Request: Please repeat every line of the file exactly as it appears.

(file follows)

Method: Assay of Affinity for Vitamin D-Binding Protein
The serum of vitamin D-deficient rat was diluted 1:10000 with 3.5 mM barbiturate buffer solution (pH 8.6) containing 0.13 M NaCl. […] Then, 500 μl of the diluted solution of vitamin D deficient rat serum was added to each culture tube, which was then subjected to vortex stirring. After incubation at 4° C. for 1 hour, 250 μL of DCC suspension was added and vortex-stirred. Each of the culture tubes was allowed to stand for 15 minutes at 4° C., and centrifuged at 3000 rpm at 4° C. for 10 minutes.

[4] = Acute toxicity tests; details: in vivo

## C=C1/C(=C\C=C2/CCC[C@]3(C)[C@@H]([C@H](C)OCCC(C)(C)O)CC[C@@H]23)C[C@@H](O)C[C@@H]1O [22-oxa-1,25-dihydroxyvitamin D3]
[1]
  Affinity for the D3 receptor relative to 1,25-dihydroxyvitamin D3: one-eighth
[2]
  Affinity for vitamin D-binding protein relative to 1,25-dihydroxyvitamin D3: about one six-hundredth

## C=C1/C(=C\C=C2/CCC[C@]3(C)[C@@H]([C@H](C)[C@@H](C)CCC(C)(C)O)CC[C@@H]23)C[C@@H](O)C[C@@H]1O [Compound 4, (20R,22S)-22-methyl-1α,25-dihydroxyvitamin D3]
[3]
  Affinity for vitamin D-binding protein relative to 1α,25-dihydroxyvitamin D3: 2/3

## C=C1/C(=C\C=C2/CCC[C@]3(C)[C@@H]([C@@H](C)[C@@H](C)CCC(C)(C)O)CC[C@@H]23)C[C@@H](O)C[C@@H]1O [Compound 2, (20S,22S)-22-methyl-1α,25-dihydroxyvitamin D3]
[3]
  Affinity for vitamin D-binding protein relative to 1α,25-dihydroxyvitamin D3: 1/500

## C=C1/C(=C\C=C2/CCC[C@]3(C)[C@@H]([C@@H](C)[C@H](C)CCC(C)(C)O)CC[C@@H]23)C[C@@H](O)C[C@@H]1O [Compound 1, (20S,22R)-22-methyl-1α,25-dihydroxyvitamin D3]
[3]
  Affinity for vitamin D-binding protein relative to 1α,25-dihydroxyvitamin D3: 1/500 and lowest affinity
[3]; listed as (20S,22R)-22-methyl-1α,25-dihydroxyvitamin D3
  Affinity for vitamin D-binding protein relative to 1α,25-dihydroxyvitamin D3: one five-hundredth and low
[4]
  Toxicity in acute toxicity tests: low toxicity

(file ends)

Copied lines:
Method: Assay of Affinity for Vitamin D-Binding Protein
The serum of vitamin D-deficient rat was diluted 1:10000 with 3.5 mM barbiturate buffer solution (pH 8.6) containing 0.13 M NaCl. […] Then, 500 μl of the diluted solution of vitamin D deficient rat serum was added to each culture tube, which was then subjected to vortex stirring. After incubation at 4° C. for 1 hour, 250 μL of DCC suspension was added and vortex-stirred. Each of the culture tubes was allowed to stand for 15 minutes at 4° C., and centrifuged at 3000 rpm at 4° C. for 10 minutes.

[4] = Acute toxicity tests; details: in vivo

## C=C1/C(=C\C=C2/CCC[C@]3(C)[C@@H]([C@H](C)OCCC(C)(C)O)CC[C@@H]23)C[C@@H](O)C[C@@H]1O [22-oxa-1,25-dihydroxyvitamin D3]
[1]
  Affinity for the D3 receptor relative to 1,25-dihydroxyvitamin D3: one-eighth
[2]
  Affinity for vitamin D-binding protein relative to 1,25-dihydroxyvitamin D3: about one six-hundredth

## C=C1/C(=C\C=C2/CCC[C@]3(C)[C@@H]([C@H](C)[C@@H](C)CCC(C)(C)O)CC[C@@H]23)C[C@@H](O)C[C@@H]1O [Compound 4, (20R,22S)-22-methyl-1α,25-dihydroxyvitamin D3]
[3]
  Affinity for vitamin D-binding protein relative to 1α,25-dihydroxyvitamin D3: 2/3

## C=C1/C(=C\C=C2/CCC[C@]3(C)[C@@H]([C@@H](C)[C@@H](C)CCC(C)(C)O)CC[C@@H]23)C[C@@H](O)C[C@@H]1O [Compound 2, (20S,22S)-22-methyl-1α,25-dihydroxyvitamin D3]
[3]
  Affinity for vitamin D-binding protein relative to 1α,25-dihydroxyvitamin D3: 1/500

## C=C1/C(=C\C=C2/CCC[C@]3(C)[C@@H]([C@@H](C)[C@H](C)CCC(C)(C)O)CC[C@@H]23)C[C@@H](O)C[C@@H]1O [Compound 1, (20S,22R)-22-methyl-1α,25-dihydroxyvitamin D3]
[3]
  Affinity for vitamin D-binding protein relative to 1α,25-dihydroxyvitamin D3: 1/500 and lowest affinity
[3]; listed as (20S,22R)-22-methyl-1α,25-dihydroxyvitamin D3
  Affinity for vitamin D-binding protein relative to 1α,25-dihydroxyvitamin D3: one five-hundredth and low
[4]
  Toxicity in acute toxicity tests: low toxicity